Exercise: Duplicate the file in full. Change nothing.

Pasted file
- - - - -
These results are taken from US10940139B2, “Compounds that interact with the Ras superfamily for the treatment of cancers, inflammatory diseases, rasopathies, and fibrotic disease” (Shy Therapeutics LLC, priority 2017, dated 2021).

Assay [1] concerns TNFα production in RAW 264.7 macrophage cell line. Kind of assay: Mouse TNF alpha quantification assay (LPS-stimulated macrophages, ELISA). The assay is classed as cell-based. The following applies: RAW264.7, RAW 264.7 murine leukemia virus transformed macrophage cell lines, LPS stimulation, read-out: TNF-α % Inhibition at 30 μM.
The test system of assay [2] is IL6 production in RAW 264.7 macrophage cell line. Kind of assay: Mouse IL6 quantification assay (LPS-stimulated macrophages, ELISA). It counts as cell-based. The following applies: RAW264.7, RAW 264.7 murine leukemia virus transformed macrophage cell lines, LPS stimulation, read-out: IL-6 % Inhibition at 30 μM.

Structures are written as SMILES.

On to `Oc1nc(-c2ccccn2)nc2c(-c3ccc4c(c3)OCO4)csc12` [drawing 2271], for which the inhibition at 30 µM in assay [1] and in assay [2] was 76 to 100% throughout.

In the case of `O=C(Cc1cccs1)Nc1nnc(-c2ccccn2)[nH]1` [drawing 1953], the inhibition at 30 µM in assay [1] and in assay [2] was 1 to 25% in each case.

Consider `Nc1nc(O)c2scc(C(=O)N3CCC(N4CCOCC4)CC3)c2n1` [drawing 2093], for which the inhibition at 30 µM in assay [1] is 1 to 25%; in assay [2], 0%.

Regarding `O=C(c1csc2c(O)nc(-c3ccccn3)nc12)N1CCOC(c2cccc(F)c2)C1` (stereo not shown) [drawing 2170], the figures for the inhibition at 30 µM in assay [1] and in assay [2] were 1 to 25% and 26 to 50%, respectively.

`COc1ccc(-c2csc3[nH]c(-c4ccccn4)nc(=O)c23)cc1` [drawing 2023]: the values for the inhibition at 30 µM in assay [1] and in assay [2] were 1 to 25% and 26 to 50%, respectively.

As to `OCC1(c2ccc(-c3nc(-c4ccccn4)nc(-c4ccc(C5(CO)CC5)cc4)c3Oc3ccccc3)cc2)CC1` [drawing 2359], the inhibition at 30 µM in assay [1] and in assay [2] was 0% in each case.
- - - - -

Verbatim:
These results are taken from US10940139B2, “Compounds that interact with the Ras superfamily for the treatment of cancers, inflammatory diseases, rasopathies, and fibrotic disease” (Shy Therapeutics LLC, priority 2017, dated 2021).

Assay [1] concerns TNFα production in RAW 264.7 macrophage cell line. Kind of assay: Mouse TNF alpha quantification assay (LPS-stimulated macrophages, ELISA). The assay is classed as cell-based. The following applies: RAW264.7, RAW 264.7 murine leukemia virus transformed macrophage cell lines, LPS stimulation, read-out: TNF-α % Inhibition at 30 μM.
The test system of assay [2] is IL6 production in RAW 264.7 macrophage cell line. Kind of assay: Mouse IL6 quantification assay (LPS-stimulated macrophages, ELISA). It counts as cell-based. The following applies: RAW264.7, RAW 264.7 murine leukemia virus transformed macrophage cell lines, LPS stimulation, read-out: IL-6 % Inhibition at 30 μM.

Structures are written as SMILES.

On to `Oc1nc(-c2ccccn2)nc2c(-c3ccc4c(c3)OCO4)csc12` [drawing 2271], for which the inhibition at 30 µM in assay [1] and in assay [2] was 76 to 100% throughout.

In the case of `O=C(Cc1cccs1)Nc1nnc(-c2ccccn2)[nH]1` [drawing 1953], the inhibition at 30 µM in assay [1] and in assay [2] was 1 to 25% in each case.

Consider `Nc1nc(O)c2scc(C(=O)N3CCC(N4CCOCC4)CC3)c2n1` [drawing 2093], for which the inhibition at 30 µM in assay [1] is 1 to 25%; in assay [2], 0%.

Regarding `O=C(c1csc2c(O)nc(-c3ccccn3)nc12)N1CCOC(c2cccc(F)c2)C1` (stereo not shown) [drawing 2170], the figures for the inhibition at 30 µM in assay [1] and in assay [2] were 1 to 25% and 26 to 50%, respectively.

`COc1ccc(-c2csc3[nH]c(-c4ccccn4)nc(=O)c23)cc1` [drawing 2023]: the values for the inhibition at 30 µM in assay [1] and in assay [2] were 1 to 25% and 26 to 50%, respectively.

As to `OCC1(c2ccc(-c3nc(-c4ccccn4)nc(-c4ccc(C5(CO)CC5)cc4)c3Oc3ccccc3)cc2)CC1` [drawing 2359], the inhibition at 30 µM in assay [1] and in assay [2] was 0% in each case.